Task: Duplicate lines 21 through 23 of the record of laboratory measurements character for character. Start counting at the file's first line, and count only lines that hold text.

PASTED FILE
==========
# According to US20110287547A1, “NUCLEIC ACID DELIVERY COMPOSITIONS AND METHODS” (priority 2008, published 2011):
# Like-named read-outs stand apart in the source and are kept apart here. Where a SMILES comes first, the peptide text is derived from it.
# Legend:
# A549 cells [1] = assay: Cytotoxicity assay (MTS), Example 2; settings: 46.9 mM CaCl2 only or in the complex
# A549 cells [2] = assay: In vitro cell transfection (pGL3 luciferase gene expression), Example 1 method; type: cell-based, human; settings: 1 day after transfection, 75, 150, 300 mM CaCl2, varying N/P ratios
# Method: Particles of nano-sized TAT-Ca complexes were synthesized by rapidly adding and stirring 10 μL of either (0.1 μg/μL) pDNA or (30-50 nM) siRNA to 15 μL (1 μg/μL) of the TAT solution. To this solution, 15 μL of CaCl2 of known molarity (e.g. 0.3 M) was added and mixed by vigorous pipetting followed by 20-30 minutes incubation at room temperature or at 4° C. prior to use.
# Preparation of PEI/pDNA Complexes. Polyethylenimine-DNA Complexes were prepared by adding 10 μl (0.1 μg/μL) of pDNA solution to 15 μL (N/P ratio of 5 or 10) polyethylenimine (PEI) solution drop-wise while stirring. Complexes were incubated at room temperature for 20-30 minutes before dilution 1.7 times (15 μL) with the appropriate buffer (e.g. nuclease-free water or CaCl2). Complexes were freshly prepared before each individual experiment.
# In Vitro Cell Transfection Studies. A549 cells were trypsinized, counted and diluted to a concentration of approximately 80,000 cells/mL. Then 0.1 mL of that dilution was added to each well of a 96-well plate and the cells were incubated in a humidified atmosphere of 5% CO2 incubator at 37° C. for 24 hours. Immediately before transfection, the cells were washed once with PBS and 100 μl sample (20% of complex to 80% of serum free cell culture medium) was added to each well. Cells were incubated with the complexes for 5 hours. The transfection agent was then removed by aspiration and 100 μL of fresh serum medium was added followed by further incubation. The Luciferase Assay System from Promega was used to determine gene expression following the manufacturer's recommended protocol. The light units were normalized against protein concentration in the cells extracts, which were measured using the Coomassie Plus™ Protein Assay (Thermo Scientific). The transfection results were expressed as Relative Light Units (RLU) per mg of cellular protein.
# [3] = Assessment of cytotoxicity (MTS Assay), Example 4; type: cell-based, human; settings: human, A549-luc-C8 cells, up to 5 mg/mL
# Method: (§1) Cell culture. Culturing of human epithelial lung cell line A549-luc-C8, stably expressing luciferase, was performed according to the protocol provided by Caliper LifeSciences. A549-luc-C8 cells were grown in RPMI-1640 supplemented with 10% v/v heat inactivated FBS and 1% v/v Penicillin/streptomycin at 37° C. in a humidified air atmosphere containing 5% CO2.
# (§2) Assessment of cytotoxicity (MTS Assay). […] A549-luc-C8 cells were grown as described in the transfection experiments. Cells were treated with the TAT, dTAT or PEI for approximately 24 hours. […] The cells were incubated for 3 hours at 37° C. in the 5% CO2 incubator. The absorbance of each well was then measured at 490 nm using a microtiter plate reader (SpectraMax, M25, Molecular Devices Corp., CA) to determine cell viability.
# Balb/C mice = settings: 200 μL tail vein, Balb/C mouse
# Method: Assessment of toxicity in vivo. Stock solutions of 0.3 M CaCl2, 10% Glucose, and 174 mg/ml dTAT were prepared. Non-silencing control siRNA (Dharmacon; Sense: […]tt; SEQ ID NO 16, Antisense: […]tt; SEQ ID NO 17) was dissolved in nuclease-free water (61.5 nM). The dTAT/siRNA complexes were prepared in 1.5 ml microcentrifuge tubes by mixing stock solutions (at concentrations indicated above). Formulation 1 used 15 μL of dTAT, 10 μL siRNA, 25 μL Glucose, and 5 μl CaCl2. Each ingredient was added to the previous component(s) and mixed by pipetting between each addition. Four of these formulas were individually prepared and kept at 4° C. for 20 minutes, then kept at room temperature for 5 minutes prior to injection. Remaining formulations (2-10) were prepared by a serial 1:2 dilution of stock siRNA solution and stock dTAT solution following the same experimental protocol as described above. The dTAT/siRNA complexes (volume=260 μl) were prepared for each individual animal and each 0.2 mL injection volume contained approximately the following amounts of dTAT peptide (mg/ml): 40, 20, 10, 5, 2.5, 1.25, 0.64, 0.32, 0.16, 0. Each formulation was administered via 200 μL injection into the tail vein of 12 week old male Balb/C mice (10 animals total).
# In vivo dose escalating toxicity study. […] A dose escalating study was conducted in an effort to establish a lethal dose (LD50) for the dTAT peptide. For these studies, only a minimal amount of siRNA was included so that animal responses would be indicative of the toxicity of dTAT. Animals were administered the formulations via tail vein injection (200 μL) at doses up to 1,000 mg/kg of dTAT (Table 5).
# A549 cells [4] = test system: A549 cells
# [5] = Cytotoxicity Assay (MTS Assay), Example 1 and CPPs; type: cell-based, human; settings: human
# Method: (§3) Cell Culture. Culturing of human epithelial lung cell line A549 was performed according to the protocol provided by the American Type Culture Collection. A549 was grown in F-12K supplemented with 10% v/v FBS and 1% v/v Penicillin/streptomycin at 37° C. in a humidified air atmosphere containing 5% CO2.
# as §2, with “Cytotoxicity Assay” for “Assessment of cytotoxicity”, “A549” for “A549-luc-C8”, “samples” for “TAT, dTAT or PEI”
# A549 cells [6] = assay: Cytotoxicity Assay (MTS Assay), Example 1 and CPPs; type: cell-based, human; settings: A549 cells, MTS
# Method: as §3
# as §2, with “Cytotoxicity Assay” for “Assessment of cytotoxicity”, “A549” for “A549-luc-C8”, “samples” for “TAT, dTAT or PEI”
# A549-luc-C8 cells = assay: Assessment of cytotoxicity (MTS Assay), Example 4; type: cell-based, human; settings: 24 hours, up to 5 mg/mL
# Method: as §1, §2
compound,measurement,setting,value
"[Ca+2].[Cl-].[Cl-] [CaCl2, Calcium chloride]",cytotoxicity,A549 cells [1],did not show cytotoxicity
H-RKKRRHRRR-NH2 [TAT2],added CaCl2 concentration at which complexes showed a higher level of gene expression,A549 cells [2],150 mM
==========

# as §2, with “Cytotoxicity Assay” for “Assessment of cytotoxicity”, “A549” for “A549-luc-C8”, “samples” for “TAT, dTAT or PEI”
# A549-luc-C8 cells = assay: Assessment of cytotoxicity (MTS Assay), Example 4; type: cell-based, human; settings: 24 hours, up to 5 mg/mL
# Method: as §1, §2